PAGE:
Don't Make These 3 Webinar Mistakes
There's a right way and a wrong way to do webinars. These tips help ensure you get it right.
As people conduct more and more business and shopping online, webinars are becoming commonplace, as they allow you to reach workers and buyers no matter where they are in the world. But although they’re relatively easy to put together and run, you’ll need to avoid some of the most common webinar mistakes to get good results.
1. Not accounting for burnout
Even the nicest people can be a little egocentric. What often happens in webinars is the speaker focuses just on themself and their own event. They forget that everybody’s doing webinars and that workers can be attending several throughout the day. They don’t pay attention to the fact that the attendees have already been sitting in their chairs in front of a screen all day or that they might not even have details about what the webinar is about.
Therefore, you have to make everything more interesting in order to make your webinar stand out, whether it’s the email invite, the speaker you bring in or other elements.
As an example, in my company, we’re bringing in an author and former Navy SEAL. The plan is for him to give his insights about overcoming transition periods of hardship, such as what we've all experienced amid the pandemic. People signing up for the webinar have been responding positively just because it’s something different. Instead of yet another product pitch that everybody’s throwing out, having a SEAL is something novel that we can use to start relationships and ensure that the webinar is effective and performs as the lead-generation platform we need it to be.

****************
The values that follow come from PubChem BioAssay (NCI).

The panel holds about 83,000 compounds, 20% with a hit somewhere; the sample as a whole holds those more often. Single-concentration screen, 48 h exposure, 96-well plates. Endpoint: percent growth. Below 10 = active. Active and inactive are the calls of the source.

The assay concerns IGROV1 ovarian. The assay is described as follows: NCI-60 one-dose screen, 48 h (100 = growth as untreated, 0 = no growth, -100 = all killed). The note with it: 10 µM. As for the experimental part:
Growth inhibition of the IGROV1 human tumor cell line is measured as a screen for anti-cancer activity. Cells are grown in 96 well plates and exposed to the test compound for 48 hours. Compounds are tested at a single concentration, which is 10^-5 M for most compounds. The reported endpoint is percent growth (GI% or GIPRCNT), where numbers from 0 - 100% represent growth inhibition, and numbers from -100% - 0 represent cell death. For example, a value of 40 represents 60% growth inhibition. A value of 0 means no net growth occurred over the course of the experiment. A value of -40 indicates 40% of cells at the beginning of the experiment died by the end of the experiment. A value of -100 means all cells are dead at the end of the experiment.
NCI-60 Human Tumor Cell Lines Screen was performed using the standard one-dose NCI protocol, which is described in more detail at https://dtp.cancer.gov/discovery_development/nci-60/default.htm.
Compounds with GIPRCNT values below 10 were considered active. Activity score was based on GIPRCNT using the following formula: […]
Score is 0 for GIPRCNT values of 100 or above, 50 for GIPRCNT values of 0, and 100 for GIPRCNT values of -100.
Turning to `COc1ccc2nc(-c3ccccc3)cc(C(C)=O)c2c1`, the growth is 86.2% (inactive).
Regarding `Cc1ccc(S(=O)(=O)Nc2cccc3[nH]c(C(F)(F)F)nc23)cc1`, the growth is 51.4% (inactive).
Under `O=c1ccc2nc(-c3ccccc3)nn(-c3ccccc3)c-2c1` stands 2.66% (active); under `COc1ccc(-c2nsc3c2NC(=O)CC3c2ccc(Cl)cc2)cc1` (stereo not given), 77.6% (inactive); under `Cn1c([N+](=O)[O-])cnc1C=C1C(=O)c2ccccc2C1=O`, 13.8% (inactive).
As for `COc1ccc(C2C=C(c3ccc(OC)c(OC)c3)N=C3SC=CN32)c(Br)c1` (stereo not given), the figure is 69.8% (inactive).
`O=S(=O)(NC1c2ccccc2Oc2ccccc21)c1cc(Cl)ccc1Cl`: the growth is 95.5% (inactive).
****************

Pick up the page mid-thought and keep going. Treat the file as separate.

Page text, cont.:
As you’re trying to think of fun ways to make the webinar more engaging, make sure you think through the flow of things. If you plan a wine tasting and the wine doesn’t get delivered to the people attending the webinar, for example, that’s a real bummer and your attendees will likely be disappointed. You want to make sure your plan is reliable or that you’ve got a great pivot to turn to. Don’t forget to follow up, too. If you work with an author, for instance, maybe arrange for everybody to get a copy of their book after your event.
2. Letting cameras go dark
People struggle not to multitask, largely because they’re under so much pressure to do, do, do all the time. When you host a webinar, try to predict how people are going to multitask. They’re going to cheat and turn their camera off so that they can be doing other things as you speak. That’s disappointing and challenging as a speaker, because then it’s impossible to get visual feedback from their faces to see if you’re keeping them engaged. Consider using a raffle for people who keep their camera on the whole time or find other prizes and games that are going to appeal to the audience you have.
3. Not being creative and offering something helpful
Even if the people in your audience are 100% excited about your topic, they all have struggles. They’re all looking for little hacks or products that can take the edge off their stress or get them off the screen sooner. So, recognize that and give them something unique that they’ll really enjoy and use. This could be anything from cookware to putting lessons with a professional golfer. Lead with this incentive in the webinar and make sure the audience can tie it back to whatever you’re talking about or trying to sell them on. Find an option that can further your conversation, because ideally, the webinar is the start of a long-term relationship, not a one-off interaction.
Even as people start to come back to the office, we’ll likely keep interacting through technology more than we ever have in the past – which includes using webinars to teach and sell. Avoiding these common blunders can make your event more effective, so stay mindful of everything else people have to do online, prioritize active cameras and give them a hand every time you host.
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